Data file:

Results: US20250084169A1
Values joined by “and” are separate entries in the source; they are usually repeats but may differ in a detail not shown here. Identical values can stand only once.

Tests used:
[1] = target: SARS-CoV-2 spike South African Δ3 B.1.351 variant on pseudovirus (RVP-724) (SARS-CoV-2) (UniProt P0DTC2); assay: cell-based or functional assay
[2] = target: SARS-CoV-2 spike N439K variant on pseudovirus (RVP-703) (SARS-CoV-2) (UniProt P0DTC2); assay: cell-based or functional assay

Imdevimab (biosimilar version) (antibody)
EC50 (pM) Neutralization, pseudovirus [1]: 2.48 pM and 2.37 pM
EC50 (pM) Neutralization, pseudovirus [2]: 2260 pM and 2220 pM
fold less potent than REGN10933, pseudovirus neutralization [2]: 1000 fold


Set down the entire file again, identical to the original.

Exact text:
Results: US20250084169A1
Values joined by “and” are separate entries in the source; they are usually repeats but may differ in a detail not shown here. Identical values can stand only once.

Tests used:
[1] = target: SARS-CoV-2 spike South African Δ3 B.1.351 variant on pseudovirus (RVP-724) (SARS-CoV-2) (UniProt P0DTC2); assay: cell-based or functional assay
[2] = target: SARS-CoV-2 spike N439K variant on pseudovirus (RVP-703) (SARS-CoV-2) (UniProt P0DTC2); assay: cell-based or functional assay

Imdevimab (biosimilar version) (antibody)
EC50 (pM) Neutralization, pseudovirus [1]: 2.48 pM and 2.37 pM
EC50 (pM) Neutralization, pseudovirus [2]: 2260 pM and 2220 pM
fold less potent than REGN10933, pseudovirus neutralization [2]: 1000 fold